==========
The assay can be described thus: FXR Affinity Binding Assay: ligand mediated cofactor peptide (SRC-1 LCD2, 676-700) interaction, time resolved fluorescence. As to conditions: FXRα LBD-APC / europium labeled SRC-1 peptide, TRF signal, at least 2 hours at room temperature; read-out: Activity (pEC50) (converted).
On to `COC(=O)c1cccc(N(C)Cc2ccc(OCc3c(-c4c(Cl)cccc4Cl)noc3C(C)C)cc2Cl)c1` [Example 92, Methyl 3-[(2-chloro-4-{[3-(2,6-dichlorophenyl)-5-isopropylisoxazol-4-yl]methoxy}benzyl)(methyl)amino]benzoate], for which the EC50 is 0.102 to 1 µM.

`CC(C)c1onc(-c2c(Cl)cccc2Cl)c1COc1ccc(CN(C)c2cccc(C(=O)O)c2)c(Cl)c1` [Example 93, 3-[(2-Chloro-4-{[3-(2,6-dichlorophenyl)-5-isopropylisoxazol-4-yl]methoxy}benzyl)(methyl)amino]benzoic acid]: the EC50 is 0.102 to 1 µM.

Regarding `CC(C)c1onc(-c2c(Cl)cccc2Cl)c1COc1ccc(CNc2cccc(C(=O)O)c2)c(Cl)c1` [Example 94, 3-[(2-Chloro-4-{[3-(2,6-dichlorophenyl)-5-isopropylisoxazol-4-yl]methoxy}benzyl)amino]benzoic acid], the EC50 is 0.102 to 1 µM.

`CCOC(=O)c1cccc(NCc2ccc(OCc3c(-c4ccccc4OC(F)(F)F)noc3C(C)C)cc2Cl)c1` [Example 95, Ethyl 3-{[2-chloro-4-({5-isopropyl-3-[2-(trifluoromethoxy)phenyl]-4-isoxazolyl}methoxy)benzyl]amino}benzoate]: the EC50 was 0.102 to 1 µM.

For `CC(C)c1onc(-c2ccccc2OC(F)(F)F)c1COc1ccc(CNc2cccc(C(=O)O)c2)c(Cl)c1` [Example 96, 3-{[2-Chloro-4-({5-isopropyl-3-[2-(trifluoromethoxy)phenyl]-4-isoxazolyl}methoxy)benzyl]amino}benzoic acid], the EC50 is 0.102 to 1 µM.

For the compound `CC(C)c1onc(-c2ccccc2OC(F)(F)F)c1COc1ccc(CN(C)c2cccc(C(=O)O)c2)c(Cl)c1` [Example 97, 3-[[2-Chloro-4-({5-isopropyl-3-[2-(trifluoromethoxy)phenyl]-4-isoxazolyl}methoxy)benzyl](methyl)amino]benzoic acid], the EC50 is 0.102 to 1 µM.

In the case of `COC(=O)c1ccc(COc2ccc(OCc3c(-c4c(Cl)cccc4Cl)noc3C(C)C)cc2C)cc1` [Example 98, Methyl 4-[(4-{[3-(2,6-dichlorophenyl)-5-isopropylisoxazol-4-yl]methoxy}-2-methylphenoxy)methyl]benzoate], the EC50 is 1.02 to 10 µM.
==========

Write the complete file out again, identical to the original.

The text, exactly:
The assay can be described thus: FXR Affinity Binding Assay: ligand mediated cofactor peptide (SRC-1 LCD2, 676-700) interaction, time resolved fluorescence. As to conditions: FXRα LBD-APC / europium labeled SRC-1 peptide, TRF signal, at least 2 hours at room temperature; read-out: Activity (pEC50) (converted).
On to `COC(=O)c1cccc(N(C)Cc2ccc(OCc3c(-c4c(Cl)cccc4Cl)noc3C(C)C)cc2Cl)c1` [Example 92, Methyl 3-[(2-chloro-4-{[3-(2,6-dichlorophenyl)-5-isopropylisoxazol-4-yl]methoxy}benzyl)(methyl)amino]benzoate], for which the EC50 is 0.102 to 1 µM.

`CC(C)c1onc(-c2c(Cl)cccc2Cl)c1COc1ccc(CN(C)c2cccc(C(=O)O)c2)c(Cl)c1` [Example 93, 3-[(2-Chloro-4-{[3-(2,6-dichlorophenyl)-5-isopropylisoxazol-4-yl]methoxy}benzyl)(methyl)amino]benzoic acid]: the EC50 is 0.102 to 1 µM.

Regarding `CC(C)c1onc(-c2c(Cl)cccc2Cl)c1COc1ccc(CNc2cccc(C(=O)O)c2)c(Cl)c1` [Example 94, 3-[(2-Chloro-4-{[3-(2,6-dichlorophenyl)-5-isopropylisoxazol-4-yl]methoxy}benzyl)amino]benzoic acid], the EC50 is 0.102 to 1 µM.

`CCOC(=O)c1cccc(NCc2ccc(OCc3c(-c4ccccc4OC(F)(F)F)noc3C(C)C)cc2Cl)c1` [Example 95, Ethyl 3-{[2-chloro-4-({5-isopropyl-3-[2-(trifluoromethoxy)phenyl]-4-isoxazolyl}methoxy)benzyl]amino}benzoate]: the EC50 was 0.102 to 1 µM.

For `CC(C)c1onc(-c2ccccc2OC(F)(F)F)c1COc1ccc(CNc2cccc(C(=O)O)c2)c(Cl)c1` [Example 96, 3-{[2-Chloro-4-({5-isopropyl-3-[2-(trifluoromethoxy)phenyl]-4-isoxazolyl}methoxy)benzyl]amino}benzoic acid], the EC50 is 0.102 to 1 µM.

For the compound `CC(C)c1onc(-c2ccccc2OC(F)(F)F)c1COc1ccc(CN(C)c2cccc(C(=O)O)c2)c(Cl)c1` [Example 97, 3-[[2-Chloro-4-({5-isopropyl-3-[2-(trifluoromethoxy)phenyl]-4-isoxazolyl}methoxy)benzyl](methyl)amino]benzoic acid], the EC50 is 0.102 to 1 µM.

In the case of `COC(=O)c1ccc(COc2ccc(OCc3c(-c4c(Cl)cccc4Cl)noc3C(C)C)cc2C)cc1` [Example 98, Methyl 4-[(4-{[3-(2,6-dichlorophenyl)-5-isopropylisoxazol-4-yl]methoxy}-2-methylphenoxy)methyl]benzoate], the EC50 is 1.02 to 10 µM.